The Summit adopted the GPF’s model of service by again mobilizing volunteers with a large river cleanup and tree-planting initiative, profiled on Kenya National Television. The Global Peace Service Alliance (GPSA) was launched at the Summit along with the Nairobi River Peace Initiative. GPSA is building an international service corps joining volunteers, government agencies, nongovernmental organizations and faith-based groups in a mission of peace-building through volunteer service.
The Nairobi River Peace Initiative
The Nairobi River is emblematic of a changing continent. Africa’s natural wonders and diverse cultural traditions form an important part of the world’s heritage. Many of Africa’s environmental challenges have arisen in the context of growing urbanization, weakening of traditional socializing institutions—notably the extended family—and ethnic divisions exacerbated by political instability.
The Global Peace Service Alliance has inaugurated the Nairobi River Peace Initiative not only as an environmental project but as part of a comprehensive program that includes youth empowerment, entrepreneurship, and sustainable peace building. For example, the GPSApartnering Coalition for Character Building and Community Development has initiated character education and leadership training to reinforce values of personal integrity and social responsibility. These programs, with support from GPF and the Administrative Police, include mentoring and peace education in Mombasa, Nairobi, and the Molo/Rift Vally.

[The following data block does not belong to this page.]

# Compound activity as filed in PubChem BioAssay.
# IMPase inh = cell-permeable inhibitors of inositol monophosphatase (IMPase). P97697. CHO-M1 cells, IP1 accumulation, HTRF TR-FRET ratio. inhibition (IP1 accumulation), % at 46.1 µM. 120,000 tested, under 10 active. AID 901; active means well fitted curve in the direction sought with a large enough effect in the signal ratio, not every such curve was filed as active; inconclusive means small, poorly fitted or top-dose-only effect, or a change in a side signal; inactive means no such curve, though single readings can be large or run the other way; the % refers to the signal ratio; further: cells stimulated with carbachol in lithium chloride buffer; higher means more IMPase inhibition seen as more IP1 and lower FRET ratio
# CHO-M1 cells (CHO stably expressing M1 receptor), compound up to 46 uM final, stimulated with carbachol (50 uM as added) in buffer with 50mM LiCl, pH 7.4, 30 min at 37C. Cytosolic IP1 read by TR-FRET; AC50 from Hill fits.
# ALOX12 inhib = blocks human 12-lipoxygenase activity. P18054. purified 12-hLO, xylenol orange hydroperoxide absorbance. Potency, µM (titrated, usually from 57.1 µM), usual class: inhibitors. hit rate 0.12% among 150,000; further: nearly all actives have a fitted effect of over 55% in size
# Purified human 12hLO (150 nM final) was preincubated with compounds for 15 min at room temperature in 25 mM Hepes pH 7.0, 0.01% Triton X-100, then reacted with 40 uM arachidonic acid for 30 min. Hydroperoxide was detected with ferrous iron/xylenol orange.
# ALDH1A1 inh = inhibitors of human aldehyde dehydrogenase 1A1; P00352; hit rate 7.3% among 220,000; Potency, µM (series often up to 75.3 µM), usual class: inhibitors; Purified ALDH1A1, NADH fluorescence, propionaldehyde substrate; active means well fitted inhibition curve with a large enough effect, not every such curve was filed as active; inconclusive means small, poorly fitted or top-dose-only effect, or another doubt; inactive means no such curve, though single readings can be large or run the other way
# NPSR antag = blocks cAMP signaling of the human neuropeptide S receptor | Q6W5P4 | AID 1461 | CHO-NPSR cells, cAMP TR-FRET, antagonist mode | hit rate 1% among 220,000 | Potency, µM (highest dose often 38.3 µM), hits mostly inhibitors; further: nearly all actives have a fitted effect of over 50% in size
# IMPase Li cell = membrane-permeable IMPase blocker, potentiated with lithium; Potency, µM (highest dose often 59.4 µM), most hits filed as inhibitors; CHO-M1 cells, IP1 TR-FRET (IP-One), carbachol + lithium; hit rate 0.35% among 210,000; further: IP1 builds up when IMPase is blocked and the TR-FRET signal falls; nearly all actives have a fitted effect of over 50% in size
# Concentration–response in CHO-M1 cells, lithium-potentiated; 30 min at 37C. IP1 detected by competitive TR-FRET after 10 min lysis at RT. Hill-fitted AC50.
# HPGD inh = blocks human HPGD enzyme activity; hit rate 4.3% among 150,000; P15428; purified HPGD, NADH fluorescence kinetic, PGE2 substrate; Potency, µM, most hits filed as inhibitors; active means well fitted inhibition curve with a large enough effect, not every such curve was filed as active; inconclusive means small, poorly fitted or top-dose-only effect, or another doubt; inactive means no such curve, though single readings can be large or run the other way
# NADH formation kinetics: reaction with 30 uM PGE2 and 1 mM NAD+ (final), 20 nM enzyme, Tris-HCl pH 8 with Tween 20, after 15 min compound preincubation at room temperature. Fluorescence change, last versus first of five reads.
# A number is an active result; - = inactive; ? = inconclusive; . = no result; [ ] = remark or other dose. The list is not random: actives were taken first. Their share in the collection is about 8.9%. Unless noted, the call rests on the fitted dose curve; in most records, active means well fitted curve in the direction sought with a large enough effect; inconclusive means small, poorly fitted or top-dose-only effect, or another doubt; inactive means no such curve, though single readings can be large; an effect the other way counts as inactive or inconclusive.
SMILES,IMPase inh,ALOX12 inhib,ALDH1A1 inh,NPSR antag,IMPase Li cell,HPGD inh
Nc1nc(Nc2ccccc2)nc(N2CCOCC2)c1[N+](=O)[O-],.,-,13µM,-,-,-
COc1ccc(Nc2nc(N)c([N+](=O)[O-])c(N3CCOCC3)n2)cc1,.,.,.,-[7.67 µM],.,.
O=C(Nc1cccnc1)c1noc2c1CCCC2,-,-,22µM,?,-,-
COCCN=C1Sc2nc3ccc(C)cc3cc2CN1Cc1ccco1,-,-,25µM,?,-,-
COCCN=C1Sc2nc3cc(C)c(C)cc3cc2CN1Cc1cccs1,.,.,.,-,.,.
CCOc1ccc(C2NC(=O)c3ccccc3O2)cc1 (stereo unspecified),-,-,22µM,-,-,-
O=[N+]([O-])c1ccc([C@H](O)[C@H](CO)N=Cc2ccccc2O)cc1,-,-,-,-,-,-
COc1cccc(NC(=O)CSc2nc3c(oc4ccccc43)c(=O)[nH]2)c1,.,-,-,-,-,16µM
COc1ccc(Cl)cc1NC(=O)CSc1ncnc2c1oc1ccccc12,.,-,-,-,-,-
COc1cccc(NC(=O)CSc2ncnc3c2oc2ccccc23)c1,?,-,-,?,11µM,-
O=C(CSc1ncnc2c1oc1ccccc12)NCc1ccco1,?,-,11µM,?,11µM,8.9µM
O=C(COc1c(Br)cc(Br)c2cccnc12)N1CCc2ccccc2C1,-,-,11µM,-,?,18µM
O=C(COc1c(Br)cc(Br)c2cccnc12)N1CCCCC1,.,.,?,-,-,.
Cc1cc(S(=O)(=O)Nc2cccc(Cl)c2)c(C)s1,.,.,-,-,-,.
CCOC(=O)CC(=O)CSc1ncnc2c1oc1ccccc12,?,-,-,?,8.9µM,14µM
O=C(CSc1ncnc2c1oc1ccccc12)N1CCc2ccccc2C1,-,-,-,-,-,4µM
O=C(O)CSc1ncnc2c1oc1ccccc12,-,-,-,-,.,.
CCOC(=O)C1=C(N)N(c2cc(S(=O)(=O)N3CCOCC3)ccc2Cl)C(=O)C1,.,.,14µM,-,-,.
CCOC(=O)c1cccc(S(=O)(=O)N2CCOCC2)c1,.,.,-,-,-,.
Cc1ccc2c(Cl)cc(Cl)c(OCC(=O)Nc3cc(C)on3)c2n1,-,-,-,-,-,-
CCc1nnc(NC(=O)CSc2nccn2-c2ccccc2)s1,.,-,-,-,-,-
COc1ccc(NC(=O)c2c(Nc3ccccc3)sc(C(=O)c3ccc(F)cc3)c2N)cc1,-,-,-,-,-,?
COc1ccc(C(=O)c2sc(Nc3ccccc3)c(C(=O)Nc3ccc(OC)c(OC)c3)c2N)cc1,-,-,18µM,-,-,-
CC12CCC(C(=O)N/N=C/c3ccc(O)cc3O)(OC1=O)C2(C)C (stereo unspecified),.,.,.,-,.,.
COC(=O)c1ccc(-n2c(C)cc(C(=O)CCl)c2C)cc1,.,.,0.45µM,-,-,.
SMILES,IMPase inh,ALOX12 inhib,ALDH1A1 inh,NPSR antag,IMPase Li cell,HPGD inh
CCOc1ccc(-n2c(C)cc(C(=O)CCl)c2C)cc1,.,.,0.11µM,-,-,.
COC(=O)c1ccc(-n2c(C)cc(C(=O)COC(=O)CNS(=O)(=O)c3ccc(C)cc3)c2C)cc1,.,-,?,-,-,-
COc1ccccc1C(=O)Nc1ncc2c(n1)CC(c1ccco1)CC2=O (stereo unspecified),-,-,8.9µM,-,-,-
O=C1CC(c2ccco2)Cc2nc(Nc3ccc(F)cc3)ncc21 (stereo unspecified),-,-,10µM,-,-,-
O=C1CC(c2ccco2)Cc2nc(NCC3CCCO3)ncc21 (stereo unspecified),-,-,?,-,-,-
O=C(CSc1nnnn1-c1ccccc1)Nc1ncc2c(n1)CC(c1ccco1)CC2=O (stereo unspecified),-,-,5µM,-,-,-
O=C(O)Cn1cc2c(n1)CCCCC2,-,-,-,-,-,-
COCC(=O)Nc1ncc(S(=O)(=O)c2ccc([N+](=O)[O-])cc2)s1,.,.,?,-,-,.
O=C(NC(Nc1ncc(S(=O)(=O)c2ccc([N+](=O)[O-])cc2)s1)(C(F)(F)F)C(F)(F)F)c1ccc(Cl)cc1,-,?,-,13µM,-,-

YFWP has hosted Sports for Peace in the western region of Matunda and is making ongoing appointments of Young Ambassadors for Peace who take the principles of living for others into their communities. Notably, the captain of Kenya’s internationally recognized Sevens Rugby Team, Humphrey Kayange, has personally backed the Sports for Peace initiative since becoming a Young Ambassador for Peace himself at the International Young Leaders Summit.